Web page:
Globally, the 21st century will be dominated by the inevitable conflict between China and India. One of these nations gave us the Gautama Buddha and the Bhagavad Gita, the other one gave us the deadliest tyrant of the 20th century, a man whose regime survives to this day. Look at who has been urging on a return to normal and you will find Indian doctors and academics. Look at who has been pushing fear onto the people and you will find academics who sympathize with the Chinese regime.
When Mao Zedong was told that people were committing suicide in droves during his Cultural Revolution that served the purpose of strenghtening his power when control was drifting away from him towards the bureaucracy, he commented: “People who try to commit suicide—don’t attempt to save them! . . . China is such a populous nation, it is not as if we cannot do without a few people.”
That’s the reality of secular Marxist collectivism: A human life becomes very cheap. On the other hand, the very basis of Indian philosophy is to commit no cruelty. Buddhism, Jainism, Sikhism and Hinduism, are all different evolutions of the very same basic principle: Ahimsa. For the Jain it means not stepping on insects, for the Sikh it means giving vegetarian food to those in need.
The very basis of Christian philosophy in turn, is the fundamental dignity of every individual. Why do Indian doctors see through the façade? Indian philosophy. Why do conservative Christians see through the façade? Because of Christian philosophy. Christians should recognize that Indian polytheism is a way of expressing the many different aspects of God’s nature, for which Christians traditionally used saints.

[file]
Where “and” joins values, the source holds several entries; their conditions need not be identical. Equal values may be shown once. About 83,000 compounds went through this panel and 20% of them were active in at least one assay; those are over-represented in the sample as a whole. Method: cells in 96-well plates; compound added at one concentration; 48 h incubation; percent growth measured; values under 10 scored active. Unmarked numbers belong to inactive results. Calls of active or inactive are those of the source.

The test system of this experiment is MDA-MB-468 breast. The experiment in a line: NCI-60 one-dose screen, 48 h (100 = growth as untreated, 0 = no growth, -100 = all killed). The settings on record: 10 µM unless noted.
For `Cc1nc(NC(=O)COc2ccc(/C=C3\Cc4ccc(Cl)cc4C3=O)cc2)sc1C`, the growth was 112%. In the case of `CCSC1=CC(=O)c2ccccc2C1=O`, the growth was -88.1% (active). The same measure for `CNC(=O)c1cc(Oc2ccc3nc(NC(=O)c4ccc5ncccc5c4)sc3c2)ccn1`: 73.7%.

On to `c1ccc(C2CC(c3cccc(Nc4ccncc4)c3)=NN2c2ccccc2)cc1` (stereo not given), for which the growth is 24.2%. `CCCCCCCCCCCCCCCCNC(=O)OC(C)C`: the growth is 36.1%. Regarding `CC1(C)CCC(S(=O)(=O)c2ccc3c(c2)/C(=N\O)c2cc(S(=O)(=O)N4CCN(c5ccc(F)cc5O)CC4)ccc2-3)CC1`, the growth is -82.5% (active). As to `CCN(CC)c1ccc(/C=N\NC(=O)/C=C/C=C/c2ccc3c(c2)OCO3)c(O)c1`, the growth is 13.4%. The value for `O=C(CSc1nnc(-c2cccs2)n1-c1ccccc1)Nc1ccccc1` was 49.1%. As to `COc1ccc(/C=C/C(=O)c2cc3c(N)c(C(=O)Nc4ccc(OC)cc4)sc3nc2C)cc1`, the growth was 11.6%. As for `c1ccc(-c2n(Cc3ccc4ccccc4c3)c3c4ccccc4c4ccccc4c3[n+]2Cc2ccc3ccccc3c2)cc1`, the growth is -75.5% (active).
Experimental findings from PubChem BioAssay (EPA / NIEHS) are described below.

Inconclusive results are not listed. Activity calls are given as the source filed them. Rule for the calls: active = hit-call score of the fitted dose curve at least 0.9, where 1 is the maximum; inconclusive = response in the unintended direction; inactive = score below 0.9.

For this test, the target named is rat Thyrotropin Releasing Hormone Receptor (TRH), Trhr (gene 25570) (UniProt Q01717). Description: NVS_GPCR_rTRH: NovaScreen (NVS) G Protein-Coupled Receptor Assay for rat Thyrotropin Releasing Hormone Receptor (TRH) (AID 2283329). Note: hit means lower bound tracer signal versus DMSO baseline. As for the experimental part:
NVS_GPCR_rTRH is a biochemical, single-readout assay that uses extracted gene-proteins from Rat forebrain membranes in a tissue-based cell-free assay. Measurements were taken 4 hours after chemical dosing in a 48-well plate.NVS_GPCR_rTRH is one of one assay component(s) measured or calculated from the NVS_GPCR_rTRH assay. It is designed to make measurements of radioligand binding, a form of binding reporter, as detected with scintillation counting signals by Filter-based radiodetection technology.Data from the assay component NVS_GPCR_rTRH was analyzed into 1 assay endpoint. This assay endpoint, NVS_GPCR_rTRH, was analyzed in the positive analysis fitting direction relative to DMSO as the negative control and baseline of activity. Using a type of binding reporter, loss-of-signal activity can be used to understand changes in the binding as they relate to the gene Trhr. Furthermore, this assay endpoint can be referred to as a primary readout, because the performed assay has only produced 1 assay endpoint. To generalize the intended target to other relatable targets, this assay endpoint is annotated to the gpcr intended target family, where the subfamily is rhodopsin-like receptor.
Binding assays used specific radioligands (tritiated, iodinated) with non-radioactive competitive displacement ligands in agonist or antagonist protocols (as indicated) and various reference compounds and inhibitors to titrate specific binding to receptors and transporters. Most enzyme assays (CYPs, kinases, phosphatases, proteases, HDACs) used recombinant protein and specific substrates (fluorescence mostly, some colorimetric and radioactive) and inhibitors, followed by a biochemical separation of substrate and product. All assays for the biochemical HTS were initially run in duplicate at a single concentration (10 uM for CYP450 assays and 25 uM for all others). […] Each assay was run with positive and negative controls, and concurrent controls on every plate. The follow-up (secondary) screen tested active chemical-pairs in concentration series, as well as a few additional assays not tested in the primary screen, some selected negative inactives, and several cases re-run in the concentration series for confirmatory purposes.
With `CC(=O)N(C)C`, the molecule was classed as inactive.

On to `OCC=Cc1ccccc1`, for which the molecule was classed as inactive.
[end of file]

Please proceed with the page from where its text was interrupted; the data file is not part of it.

I know that you will think that I am exaggerating, that I am turning this into some sort of epic struggle without justification, that it’s “cringe” andsoforth. But I would counter that you don’t understand my point, because you grew up during easy times that made you decadent. We’re dealing with a very real conflict here, that has robbed people of their lives, hopes, dignity and dreams. We betrayed our children. You need to know who your allies are and you need to know who your enemies are. This is not an unfortunate event that interfered with a year of your life, it’s the start of a difficult and challenging period that will test your moral character.
The society you live in expects you to die alone in a nursing home now, with your family prohibited from seeing you. That’s the only message the Chinese regime founded by Mao has for you: You don’t matter. Your life means nothing. But to all of the young men reading along here, I hope that when you die, it’s in the Himalayas from a Chinese bullet, that pierced your copy of the Gita before piercing your heart.
To those of you on the right side of history, I salute you.